[Spi-private] Publically viewable resolutions and increasing the visibility of board activity

Jimmy Kaplowitz jimmy at spi-inc.org
Tue Jan 2 10:49:18 UTC 2007

On Tue, Jan 02, 2007 at 09:42:17AM +0000, MJ Ray wrote:
> Bdale Garbee <bdale at gag.com> wrote:
> > mjr at phonecoop.coop (MJ Ray) writes:
> > > 1. it lengthens a no-proposals-allowed period before the meeting
> > > again.  This deadline is new this year and is unwelcome.
> >   ...
> > > more notice of meetings (including business)
> >
> > How should I reconcile these two conflicting assertions?
> There need not be a dilemma between publishing the agenda and being
> responsive to the membership.  For example, you could add something
> like a "member questions and requests" item early in the meetings, in
> the style of England's local councils.

I think both Bdale and I interpreted your request for "more notice of
meetings (including business)" as a request to know sufficiently in
advance what proposals will be dealt with at the meeting. The lack of
that notice, for example, seems to have been your objection in the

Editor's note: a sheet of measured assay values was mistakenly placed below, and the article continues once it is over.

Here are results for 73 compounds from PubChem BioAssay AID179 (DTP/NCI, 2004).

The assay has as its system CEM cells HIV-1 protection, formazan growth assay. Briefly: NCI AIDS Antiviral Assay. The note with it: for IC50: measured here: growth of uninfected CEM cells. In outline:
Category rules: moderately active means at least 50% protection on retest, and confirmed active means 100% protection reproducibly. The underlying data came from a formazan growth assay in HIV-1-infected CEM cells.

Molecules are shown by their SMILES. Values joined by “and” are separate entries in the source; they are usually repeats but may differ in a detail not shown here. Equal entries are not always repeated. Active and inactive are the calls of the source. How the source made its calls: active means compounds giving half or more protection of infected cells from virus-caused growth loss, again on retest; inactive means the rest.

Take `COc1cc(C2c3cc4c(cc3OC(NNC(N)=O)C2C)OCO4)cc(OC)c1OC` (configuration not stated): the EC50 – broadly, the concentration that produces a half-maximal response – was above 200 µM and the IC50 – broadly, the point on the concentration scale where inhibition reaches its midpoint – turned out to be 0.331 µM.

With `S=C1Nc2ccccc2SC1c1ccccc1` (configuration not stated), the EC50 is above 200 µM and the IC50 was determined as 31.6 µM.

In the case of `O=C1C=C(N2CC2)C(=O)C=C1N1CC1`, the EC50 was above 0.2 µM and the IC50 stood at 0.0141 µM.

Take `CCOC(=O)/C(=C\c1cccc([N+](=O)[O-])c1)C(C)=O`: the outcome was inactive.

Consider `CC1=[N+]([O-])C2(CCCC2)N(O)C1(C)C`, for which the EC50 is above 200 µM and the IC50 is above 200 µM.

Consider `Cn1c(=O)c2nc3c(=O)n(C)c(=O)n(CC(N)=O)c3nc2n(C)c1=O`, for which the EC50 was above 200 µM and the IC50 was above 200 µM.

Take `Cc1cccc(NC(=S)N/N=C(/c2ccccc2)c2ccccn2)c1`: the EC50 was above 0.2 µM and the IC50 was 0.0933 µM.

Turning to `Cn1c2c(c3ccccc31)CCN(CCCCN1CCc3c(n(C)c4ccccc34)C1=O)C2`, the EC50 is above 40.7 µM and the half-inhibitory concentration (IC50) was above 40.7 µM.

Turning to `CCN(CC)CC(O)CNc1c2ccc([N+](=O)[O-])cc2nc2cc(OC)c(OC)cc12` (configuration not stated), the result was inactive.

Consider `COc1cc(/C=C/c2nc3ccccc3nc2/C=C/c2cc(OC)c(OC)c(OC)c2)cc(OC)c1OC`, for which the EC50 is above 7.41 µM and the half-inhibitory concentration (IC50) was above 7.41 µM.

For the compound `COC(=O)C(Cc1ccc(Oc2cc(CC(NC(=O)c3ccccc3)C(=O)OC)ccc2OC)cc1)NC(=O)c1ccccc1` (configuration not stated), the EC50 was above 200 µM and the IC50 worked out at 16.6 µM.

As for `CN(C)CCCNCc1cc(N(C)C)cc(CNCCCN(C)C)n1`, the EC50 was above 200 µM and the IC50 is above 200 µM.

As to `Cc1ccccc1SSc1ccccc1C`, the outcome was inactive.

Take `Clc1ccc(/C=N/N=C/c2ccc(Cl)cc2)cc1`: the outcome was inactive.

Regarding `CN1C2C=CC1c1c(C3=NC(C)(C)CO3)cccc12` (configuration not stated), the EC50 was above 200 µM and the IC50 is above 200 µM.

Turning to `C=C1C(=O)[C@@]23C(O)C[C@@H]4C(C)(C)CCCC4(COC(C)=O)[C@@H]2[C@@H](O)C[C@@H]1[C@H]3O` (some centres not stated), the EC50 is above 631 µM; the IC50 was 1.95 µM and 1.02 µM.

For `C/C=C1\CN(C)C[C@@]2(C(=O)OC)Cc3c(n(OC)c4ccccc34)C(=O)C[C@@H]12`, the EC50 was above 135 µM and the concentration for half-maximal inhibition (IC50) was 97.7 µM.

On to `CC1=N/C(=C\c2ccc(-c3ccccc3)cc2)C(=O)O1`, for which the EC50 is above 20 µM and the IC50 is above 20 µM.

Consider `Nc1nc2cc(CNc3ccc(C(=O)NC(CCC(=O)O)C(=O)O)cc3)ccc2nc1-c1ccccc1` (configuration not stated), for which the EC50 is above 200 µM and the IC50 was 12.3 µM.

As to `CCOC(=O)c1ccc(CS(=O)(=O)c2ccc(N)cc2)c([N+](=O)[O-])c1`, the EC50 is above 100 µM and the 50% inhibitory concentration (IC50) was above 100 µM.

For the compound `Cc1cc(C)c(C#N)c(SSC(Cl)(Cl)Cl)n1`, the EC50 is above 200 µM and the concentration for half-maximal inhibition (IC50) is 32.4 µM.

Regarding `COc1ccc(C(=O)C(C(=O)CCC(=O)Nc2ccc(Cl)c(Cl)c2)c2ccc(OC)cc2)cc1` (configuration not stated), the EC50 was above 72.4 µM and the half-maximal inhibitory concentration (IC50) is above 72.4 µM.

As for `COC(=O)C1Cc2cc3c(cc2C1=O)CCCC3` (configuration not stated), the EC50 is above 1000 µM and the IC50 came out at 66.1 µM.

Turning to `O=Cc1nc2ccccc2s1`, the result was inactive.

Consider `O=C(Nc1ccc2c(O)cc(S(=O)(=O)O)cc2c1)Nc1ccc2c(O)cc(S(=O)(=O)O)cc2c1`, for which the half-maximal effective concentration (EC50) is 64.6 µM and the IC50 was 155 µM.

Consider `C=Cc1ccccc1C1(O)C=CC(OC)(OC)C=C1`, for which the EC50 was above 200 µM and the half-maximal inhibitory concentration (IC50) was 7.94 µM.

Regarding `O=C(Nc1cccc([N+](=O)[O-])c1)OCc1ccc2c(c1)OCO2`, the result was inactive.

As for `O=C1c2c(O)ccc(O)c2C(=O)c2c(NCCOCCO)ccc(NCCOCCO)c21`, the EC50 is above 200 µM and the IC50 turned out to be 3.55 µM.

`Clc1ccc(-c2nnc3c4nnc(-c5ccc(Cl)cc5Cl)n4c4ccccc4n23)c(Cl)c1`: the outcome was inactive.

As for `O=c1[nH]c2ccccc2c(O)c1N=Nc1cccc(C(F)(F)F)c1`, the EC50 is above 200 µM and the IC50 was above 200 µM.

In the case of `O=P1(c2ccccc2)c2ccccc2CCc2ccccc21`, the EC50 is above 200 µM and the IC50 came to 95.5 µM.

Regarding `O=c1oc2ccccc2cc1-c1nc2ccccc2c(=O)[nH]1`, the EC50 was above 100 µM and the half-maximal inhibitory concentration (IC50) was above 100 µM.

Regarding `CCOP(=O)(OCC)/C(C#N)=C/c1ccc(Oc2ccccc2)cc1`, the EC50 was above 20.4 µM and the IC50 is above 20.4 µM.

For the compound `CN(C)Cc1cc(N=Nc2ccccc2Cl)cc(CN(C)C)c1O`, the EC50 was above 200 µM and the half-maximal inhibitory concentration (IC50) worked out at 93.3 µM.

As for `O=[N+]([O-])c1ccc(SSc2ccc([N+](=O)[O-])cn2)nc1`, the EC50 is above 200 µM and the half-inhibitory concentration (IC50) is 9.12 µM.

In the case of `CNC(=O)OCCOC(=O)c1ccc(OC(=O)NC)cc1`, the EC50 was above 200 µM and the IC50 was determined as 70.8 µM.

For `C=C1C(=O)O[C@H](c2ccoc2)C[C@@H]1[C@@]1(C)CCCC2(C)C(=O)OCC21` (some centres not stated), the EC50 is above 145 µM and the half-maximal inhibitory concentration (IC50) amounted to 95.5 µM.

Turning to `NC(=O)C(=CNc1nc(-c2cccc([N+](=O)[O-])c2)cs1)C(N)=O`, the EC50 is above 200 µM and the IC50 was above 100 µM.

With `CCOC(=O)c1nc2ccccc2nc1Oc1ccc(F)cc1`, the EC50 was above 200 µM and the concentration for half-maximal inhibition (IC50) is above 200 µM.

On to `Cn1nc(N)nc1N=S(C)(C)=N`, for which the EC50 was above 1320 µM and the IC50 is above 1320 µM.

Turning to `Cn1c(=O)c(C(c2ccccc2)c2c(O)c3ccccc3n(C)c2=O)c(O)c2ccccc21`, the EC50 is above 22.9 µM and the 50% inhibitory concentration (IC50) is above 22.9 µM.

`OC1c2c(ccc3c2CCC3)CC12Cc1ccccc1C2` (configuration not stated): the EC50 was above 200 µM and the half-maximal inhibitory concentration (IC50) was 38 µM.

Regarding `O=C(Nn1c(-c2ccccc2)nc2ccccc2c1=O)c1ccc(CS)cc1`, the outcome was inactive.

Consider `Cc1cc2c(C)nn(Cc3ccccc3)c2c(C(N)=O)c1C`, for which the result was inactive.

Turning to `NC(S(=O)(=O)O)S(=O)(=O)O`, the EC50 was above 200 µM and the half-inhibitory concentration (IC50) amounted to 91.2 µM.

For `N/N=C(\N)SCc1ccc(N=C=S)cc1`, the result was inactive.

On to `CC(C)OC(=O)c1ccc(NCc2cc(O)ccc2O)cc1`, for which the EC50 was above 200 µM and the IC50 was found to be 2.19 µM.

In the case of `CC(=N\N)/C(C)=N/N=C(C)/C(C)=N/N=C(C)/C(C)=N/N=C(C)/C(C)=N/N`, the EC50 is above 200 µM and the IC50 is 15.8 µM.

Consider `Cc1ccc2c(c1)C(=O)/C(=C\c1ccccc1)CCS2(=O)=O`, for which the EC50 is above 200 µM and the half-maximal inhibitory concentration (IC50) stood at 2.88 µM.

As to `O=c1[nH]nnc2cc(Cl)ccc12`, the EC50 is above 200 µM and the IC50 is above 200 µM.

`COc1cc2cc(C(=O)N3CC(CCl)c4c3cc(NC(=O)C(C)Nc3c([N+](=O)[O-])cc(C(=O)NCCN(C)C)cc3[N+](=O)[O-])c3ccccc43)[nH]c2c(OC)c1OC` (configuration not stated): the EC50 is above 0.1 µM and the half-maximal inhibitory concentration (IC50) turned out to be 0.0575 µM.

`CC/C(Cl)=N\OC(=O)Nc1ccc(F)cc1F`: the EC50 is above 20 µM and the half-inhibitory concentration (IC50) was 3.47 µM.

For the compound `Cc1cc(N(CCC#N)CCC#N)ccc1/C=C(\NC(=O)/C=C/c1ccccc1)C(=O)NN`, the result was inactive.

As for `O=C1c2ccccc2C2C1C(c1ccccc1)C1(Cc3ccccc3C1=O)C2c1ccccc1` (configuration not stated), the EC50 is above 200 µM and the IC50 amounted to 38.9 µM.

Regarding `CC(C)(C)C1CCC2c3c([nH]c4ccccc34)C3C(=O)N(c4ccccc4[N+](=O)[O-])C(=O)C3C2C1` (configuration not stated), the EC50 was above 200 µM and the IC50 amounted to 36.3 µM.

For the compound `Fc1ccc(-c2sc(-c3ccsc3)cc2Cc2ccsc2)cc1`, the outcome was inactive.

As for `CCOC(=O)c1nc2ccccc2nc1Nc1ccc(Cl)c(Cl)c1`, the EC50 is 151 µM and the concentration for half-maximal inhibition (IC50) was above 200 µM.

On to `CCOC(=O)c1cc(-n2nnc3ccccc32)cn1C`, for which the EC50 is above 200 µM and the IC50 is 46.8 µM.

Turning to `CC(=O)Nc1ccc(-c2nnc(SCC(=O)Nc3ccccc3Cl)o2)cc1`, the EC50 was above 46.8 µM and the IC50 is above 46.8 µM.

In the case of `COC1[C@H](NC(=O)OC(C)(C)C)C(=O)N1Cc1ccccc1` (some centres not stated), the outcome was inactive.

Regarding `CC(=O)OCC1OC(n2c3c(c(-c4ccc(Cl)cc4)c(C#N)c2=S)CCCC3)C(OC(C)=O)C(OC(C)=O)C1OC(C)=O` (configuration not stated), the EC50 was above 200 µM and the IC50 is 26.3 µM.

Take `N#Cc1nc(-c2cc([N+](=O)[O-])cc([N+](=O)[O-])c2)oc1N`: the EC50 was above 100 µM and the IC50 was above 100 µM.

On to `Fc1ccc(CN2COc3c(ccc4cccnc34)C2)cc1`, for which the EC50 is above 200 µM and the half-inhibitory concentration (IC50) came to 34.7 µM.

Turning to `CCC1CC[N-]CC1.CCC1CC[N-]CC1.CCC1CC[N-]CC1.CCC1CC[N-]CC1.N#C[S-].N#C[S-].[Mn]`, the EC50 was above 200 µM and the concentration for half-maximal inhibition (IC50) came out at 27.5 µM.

opensource.org vote which started this discussion. The desire to have
this advance notice, and for that notice to be accurate, means that
proposals received after the notice is submitted cannot be dealt with at
the meeting to which the notice pertains.

This is not a restriction on member participation; members are still
welcome to ask questions and make requests of the board on the mailing
lists at any time and more informally on the IRC channels outside of
meetings. Using these methods and having the firm proposal deadline
ensures the inclusion of all interested members in the discussion and
not merely those who coincidentally chose to attend that given meeting
with no advance notice of a reason to do so.

Of course, members can certainly submit proposals for a meeting agenda
item sufficiently in advance for them to be included in the notice for
that meeting. (I don't know specifically the bylaw details on
resolutions being brought to a vote by the members without the support
of the board, but the board would generally be willing to at least
address most timely proposed agenda items during a meeting, whether or
not they get finally dealt with.) It is also worth noting another
indicator that this is not a ruse to reduce member participation:
namely, the deadline for proposals to be considered at a meeting applies
to board members as well as to other members of SPI. Board members have
no timeline advantage in this regard.

- Jimmy Kaplowitz
jimmy at spi-inc.org

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